Massive tourism and our birthright


MANY developing countries look to attract mass tourism to enhance their economy. For that matter they also note how developed countries encourage tourism as an economic must-have. In fact, some of them like Spain in the 1950’s and Thailand, decades after, have economically benefited in a big way by opening their doors to massive tourism.

Because modern tourism is now a case of hordes of tourists descending on countries of their destination, they are more likely than not to disrupt the social fabric if they impose themselves in their chosen way on their host countries. Think of foreigners going nude at our beaches because they can do so on theirs. Or, looking for a drug supply as they travel. Think of sex tourism, rowdy behavior of young tourists looking to be risky and risqué. Meanwhile, note how host countries and their locals begin to cater and join in behavior alien and unacceptable to their own culture. True, this is looking at the negative dimension of tourism.

The positive part is infrastructure development, job creation, tax revenues and general country development. But even here it can reach the Law of Diminishing Returns.

In truth, tourism as it is today, which means a massive inflow of aliens into a foreign society, is a double-edged sword. There are many factors that must be considered and controlled to manage it well enough so that the positive effects predominate and the negative effects are kept to a minimum.

Carrying capacity, sanitation, basic services, preservation of native culture, respect for a country ‘s history and character, minimum disruption of the host country ‘s daily life have to be considered.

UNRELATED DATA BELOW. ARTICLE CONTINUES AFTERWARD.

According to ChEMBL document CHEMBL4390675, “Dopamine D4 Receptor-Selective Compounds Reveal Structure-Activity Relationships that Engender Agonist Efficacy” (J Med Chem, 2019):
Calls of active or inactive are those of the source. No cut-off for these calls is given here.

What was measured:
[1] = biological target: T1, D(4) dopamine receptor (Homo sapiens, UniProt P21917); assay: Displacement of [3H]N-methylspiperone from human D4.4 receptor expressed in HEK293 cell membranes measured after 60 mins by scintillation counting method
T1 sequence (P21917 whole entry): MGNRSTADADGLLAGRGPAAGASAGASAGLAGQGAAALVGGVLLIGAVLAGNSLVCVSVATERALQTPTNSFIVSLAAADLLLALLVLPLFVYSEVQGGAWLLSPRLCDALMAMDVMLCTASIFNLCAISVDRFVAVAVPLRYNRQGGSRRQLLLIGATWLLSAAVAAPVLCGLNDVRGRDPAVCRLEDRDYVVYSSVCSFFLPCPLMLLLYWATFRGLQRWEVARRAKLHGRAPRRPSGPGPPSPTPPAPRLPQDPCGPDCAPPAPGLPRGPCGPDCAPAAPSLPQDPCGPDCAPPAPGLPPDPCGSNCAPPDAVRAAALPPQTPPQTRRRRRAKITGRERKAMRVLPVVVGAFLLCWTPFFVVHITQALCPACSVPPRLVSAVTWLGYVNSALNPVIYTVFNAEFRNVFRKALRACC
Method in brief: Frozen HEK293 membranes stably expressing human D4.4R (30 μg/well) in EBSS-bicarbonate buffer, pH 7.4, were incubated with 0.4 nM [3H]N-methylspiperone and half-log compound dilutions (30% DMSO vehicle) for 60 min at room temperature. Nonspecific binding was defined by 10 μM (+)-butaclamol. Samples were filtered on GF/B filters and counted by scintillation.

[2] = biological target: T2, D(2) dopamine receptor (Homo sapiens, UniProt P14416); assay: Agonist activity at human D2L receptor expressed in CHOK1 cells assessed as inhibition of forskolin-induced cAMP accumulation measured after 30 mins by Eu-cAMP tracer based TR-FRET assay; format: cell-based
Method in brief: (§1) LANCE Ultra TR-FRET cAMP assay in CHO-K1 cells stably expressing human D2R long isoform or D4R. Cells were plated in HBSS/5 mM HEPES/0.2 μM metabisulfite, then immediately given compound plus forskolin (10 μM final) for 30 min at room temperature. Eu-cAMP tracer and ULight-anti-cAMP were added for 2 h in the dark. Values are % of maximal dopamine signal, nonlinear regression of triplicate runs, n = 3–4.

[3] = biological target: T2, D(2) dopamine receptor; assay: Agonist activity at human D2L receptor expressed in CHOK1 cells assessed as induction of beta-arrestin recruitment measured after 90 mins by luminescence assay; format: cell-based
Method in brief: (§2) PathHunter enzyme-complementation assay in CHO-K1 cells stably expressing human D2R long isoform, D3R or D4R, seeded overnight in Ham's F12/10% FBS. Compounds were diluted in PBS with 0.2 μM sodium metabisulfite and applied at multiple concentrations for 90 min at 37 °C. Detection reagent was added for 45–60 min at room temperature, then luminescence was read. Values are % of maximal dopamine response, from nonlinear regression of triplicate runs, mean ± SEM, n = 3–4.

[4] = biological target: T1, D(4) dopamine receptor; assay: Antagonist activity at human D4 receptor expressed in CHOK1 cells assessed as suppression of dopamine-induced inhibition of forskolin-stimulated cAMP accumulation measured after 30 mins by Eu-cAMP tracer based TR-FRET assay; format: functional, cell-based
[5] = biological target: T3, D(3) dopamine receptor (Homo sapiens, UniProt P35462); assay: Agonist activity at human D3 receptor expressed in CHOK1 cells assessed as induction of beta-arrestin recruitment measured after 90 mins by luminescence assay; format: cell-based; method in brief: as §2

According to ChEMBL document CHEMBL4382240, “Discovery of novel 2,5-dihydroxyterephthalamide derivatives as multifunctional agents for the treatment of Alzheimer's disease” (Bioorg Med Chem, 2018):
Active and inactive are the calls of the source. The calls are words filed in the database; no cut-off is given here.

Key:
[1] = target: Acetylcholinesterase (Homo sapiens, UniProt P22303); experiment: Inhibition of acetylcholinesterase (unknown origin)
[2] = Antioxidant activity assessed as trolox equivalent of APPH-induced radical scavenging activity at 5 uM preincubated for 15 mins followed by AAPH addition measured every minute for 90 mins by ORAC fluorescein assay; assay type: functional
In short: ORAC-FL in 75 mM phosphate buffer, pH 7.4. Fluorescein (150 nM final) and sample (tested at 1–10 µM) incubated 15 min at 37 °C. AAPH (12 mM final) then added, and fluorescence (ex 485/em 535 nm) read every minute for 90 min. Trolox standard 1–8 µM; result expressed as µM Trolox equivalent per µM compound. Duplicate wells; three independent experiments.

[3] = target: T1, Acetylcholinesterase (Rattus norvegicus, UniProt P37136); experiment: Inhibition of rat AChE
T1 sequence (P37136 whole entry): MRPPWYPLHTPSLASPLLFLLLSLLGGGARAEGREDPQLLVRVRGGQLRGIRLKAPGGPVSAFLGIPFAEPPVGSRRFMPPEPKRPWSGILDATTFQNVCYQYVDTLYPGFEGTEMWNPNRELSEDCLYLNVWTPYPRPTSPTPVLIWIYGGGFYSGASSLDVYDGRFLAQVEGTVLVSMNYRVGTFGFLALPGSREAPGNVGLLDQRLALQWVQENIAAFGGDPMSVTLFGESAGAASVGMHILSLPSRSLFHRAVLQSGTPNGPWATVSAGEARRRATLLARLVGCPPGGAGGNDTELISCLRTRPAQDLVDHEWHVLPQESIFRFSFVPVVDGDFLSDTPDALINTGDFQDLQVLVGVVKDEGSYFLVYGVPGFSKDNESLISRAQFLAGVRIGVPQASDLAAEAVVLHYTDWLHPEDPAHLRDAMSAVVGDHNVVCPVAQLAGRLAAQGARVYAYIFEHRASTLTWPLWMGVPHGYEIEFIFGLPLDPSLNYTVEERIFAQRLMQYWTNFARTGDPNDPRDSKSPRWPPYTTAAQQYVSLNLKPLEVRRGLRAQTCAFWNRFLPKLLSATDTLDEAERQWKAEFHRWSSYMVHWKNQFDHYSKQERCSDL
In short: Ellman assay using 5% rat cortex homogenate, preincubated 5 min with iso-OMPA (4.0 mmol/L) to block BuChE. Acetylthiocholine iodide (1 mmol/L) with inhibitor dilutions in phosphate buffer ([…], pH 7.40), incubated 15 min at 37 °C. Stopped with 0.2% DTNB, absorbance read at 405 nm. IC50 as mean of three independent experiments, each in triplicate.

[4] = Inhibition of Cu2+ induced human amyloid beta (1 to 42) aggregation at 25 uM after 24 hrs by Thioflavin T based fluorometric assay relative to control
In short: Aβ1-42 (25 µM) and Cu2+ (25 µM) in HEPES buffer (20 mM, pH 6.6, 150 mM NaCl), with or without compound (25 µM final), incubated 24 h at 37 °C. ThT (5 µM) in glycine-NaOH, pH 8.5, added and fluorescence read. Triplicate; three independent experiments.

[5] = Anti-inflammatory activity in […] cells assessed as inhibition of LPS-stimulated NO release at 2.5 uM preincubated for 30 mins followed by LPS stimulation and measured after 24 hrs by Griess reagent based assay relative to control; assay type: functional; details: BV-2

One country with a formerly closed society for its physical isolation opened itself to tourism under controlled conditions which has successfully enhanced its economy, respected its culture and had a minimum negative impact (if at all) on its social fabric. This country is Bhutan, located at the foot of the Himalayas. It is an ancient kingdom difficult to reach as it is mountainous and distant. Obviously this was not too difficult to manage for geographic and social conditions (a kingdom). However, the idea of accepting tourists on its own terms, terms that are positive for itself, was a creative breakthrough in managing tourism. Bhutan controls the number of tourists it admits for which a substantial entrance fee is demanded. Thus, there are no backpackers, drifters, foreigners running away from the law or looking to establish themselves and their values permanently. There is a limit of a two week stay and if a tourist wants to stay longer, permission must be sought and granted.

The above is the ideal but not practical anywhere else. But certain lessons can be learned from this way of controlling tourism. Carrying capacity for one. In Hong Kong the invasion of hordes of mainland China tourists who clog streets, stores and the limited public spaces has virtually caused riots from the locals whose daily life is disrupted enough to relegate the business these tourists bring to a secondary consideration.